Now, here's what I'm thinking. It's likely that we will never again see a film comparable to SX-70/Time Zero film, unless some small company owned by hobbyists is able to successfully petition Polaroid to release the technical information which would enable them to manufacture such film once again. But that may not be a big loss.

I've seen a number of digital filters (usually sold as Photoshop plug-ins) which can emulate a wide variety of traditional films. Also, the Liquify filter offered with Photoshop is similar to SX-70 manipulations in some respects.

So why not make an interactive digital filter specifically designed to emulate the look of Polaroid SX-70 manipulations? It could be designed to work in conjunction with the Wacom tablet, which would essentially serve the same function as the styluses once used for manipulating real SX-70 film.

In many respects, such software would be an improvement over the original process. One could work on high resolution images, for instance, thereby eliminating the need to scan manipulated prints at high resolution and retouch them in order to produce big prints. It's also likely that using the pressure-sensitive capabilities of the Wacom tablet would enable people to exercise more control over the actual manipulations. Using multiple pixel-aligned layers in Photoshop, people could blend manipulated and unmanipulated versions of the same images together, using varying levels of opacity and various blend modes in Photoshop, in order to achieve effects which would have been extremely difficult to achieve the "old fashioned" way. They could use layer masks in order to smoothly combine the best parts of multiple manipulations of the same images! They could also save their "SX-70 manipulation" movements as meshes which could then be used with the Liquify filter, if desired. A final benefit, compared with the traditional process, is that there would be no time limit imposed on the process. One could return to the image several months after creating the manipulation and add more manipulations. That wasn't possible with real SX-70 film, since the gelatin emulsion eventually hardened so that it could be manipulated no more. More working time would mean that people could be more reflective about what changes they chose to make.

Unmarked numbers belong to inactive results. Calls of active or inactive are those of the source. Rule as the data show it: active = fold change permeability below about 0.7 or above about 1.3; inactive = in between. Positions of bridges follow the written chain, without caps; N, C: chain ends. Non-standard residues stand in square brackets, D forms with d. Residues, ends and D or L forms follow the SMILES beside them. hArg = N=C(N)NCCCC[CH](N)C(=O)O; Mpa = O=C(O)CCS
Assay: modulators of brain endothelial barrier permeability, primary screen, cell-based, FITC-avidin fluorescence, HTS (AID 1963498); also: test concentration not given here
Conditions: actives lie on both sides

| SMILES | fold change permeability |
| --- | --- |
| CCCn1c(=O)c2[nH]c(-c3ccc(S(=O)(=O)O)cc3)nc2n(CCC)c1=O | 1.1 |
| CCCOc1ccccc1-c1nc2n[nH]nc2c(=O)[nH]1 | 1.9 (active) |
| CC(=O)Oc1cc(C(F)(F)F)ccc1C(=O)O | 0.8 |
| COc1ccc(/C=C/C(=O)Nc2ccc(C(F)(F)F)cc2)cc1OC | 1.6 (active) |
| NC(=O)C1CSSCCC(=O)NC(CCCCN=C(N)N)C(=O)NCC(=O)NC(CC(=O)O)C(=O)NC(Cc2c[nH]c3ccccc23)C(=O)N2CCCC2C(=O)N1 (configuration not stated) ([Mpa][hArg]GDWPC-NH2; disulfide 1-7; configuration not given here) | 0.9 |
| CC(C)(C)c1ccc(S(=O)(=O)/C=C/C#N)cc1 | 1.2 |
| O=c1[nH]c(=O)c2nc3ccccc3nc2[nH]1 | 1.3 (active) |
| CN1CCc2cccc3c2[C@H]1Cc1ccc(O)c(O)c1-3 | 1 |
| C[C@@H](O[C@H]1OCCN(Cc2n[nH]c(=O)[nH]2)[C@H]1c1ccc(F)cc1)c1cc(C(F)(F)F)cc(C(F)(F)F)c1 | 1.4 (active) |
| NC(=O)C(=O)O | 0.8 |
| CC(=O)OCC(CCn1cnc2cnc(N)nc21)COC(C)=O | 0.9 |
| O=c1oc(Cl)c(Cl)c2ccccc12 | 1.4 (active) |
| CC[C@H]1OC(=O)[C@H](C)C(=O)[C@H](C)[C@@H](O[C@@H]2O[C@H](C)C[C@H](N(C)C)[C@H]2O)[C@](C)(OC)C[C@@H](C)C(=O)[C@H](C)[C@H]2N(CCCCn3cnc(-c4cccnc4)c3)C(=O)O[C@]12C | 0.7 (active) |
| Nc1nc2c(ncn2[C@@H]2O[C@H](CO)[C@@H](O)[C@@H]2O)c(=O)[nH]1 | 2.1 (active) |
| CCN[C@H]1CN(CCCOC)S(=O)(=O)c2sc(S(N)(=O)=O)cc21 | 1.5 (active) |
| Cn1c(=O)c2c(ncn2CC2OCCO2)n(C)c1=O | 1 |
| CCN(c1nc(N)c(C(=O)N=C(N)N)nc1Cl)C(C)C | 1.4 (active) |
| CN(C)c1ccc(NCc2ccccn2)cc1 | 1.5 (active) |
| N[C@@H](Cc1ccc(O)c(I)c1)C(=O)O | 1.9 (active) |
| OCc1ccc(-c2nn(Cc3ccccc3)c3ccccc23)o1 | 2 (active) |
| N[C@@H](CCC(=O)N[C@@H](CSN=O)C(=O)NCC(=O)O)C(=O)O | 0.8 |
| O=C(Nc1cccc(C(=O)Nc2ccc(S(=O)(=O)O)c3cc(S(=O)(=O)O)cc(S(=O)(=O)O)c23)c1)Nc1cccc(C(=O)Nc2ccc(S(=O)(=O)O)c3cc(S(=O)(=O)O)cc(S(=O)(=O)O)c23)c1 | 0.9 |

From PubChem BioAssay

While they're at it, the software programmers responsible for creating such a filter could also add the ability to emulate other artistic Polaroid processes, such as the image transfers and emulsion transfers described in another book by Kathleen Carr.

If they wanted to go even further, they could also add the ability to emulate all of the "alternative processes" described on this web page. And they could finish it up by adding functionality which would enable photographers to easily generate proper digital negatives based on the principles taught by Dan Burkholder, for the benefit of people who wanted to use the real alternative processes rather than just simulating them digitally. Want to create a platinum/palladium print based on a digital emulation of an SX-70 manipulation? With such a software program, that would be a very real possibility, without the need to do any scanning (assuming that the original photo was taken with a DSLR).

Alas, I'm not a computer programmer, and I wouldn't have a clue about how to go about creating such a Photoshop plug-in. But there are enough talented programmers around that I'd imagine that they will see the need, sooner or later, and they will then create such a program.